TY - JOUR
AU - Michaillat,Pascal
AU - Saez,Emmanuel
TI - An Economical Business-Cycle Model
JF - National Bureau of Economic Research Working Paper Series
VL - No. 19777
PY - 2014
Y2 - January 2014
DO - 10.3386/w19777
UR - http://www.nber.org/papers/w19777
L1 - http://www.nber.org/papers/w19777.pdf
N1 - Author contact info:
Pascal Michaillat
Department of Economics
London School of Economics
Houghton Street
London, WC2A 2AE
United Kingdom
Tel: +44-(0)20-7955-6103
E-Mail: p.michaillat@lse.ac.uk
Emmanuel Saez
Department of Economics
University of California, Berkeley
530 Evans Hall #3880
Berkeley, CA 94720
Tel: 510/642-4631
Fax: 510/642-6615
E-Mail: saez@econ.berkeley.edu
AB - We construct a microfounded, dynamic version of the IS-LM-Phillips curve model by adding two elements to the money-in-the-utility-function model of Sidrauski (1967). First, real wealth enters the utility function. The resulting Euler equation describes consumption as a decreasing function of the interest rate in steady state–the IS curve. The demand for real money balances describes consumption as an increasing function of the interest rate in steady state–the LM curve. The intersection of the IS and LM curves defines the aggregate demand (AD) curve. Second, matching frictions in the labor market create unemployment. The aggregate supply (AS) curve describes output sold for a given market tightness. Tightness adjusts to equalize AD and AS curve for any price process. With a rigid price process, this steady-state equilibrium captures Keynesian intuitions. Demand and supply shocks affect tightness, unemployment, consumption, and output. Monetary policy affects aggregate demand and can be used for stabilization. Monetary policy is ineffective in a liquidity trap with zero nominal interest rate. In contrast, with a flexible price process, aggregate demand and monetary policy are irrelevant when the nominal interest rate is positive. In a liquidity trap, monetary policy is useful if it can increase inflation. We discuss equilibrium dynamics under a Phillips curve describing the slow adjustment of prices to their flexible level in the long run.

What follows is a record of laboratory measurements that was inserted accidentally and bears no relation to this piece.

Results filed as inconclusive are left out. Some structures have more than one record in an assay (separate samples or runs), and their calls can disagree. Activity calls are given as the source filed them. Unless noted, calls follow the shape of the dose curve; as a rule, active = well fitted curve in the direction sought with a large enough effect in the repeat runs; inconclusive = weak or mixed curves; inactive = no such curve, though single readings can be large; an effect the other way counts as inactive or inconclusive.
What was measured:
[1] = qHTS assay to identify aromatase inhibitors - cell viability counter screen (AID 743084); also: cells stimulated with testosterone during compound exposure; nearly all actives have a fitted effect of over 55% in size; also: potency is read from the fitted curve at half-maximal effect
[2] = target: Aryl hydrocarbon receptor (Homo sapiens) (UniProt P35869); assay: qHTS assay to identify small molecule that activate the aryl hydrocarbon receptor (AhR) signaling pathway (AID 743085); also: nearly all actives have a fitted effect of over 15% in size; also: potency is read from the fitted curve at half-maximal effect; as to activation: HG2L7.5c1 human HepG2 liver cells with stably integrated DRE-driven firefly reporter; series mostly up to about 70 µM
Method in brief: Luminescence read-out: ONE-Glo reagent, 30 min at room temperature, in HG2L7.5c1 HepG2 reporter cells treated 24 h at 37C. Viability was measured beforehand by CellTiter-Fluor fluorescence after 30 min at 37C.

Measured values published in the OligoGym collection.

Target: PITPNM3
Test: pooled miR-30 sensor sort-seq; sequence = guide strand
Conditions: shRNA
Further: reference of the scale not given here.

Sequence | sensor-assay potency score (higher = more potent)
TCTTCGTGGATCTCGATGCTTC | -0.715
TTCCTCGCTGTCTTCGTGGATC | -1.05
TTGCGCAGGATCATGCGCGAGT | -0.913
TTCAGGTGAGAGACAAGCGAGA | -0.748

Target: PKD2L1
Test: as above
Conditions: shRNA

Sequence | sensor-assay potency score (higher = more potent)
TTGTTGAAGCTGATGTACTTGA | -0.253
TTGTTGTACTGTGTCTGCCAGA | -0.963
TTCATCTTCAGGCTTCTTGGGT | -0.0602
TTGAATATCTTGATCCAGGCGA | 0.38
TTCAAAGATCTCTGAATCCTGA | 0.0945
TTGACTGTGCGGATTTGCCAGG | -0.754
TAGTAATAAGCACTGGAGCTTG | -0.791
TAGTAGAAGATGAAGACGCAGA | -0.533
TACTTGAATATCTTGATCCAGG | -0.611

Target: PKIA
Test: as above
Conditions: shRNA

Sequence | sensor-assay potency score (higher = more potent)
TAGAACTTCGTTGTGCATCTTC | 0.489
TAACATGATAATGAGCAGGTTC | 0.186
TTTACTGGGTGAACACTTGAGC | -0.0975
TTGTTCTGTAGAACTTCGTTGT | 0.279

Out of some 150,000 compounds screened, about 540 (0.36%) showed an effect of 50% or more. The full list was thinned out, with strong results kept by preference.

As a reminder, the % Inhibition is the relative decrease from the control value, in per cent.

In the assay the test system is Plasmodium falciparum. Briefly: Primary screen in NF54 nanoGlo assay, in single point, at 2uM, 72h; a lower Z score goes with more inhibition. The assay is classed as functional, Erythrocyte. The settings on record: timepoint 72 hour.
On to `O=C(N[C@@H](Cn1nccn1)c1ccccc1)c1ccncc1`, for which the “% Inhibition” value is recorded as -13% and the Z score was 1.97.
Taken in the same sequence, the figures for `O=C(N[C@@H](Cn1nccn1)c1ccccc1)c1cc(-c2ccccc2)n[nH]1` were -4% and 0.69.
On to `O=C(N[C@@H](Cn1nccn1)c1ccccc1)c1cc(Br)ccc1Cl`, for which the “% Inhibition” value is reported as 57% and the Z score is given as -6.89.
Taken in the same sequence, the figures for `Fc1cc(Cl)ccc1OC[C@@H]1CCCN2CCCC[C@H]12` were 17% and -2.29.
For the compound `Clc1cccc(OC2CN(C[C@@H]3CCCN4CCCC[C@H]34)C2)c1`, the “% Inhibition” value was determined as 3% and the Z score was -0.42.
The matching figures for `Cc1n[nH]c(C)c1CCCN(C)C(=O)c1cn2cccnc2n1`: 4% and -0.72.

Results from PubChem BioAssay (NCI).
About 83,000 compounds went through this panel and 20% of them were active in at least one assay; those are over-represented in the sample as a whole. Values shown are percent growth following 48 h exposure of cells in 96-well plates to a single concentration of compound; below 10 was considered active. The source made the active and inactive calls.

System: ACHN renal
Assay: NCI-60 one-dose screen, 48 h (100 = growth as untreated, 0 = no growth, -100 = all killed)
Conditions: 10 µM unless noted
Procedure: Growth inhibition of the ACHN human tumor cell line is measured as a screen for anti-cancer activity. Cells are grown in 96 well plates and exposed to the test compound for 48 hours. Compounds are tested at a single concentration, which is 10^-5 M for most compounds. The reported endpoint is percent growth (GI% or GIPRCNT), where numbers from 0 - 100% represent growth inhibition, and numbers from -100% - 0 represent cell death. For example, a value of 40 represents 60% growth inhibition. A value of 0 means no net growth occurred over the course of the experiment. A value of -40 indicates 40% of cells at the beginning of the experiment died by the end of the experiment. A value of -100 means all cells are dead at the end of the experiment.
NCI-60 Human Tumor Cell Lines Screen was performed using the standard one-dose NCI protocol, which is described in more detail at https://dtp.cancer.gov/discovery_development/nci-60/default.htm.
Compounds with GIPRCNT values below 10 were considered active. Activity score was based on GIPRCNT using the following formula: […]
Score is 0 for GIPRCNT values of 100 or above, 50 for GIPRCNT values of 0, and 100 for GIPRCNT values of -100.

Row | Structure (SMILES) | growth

ER -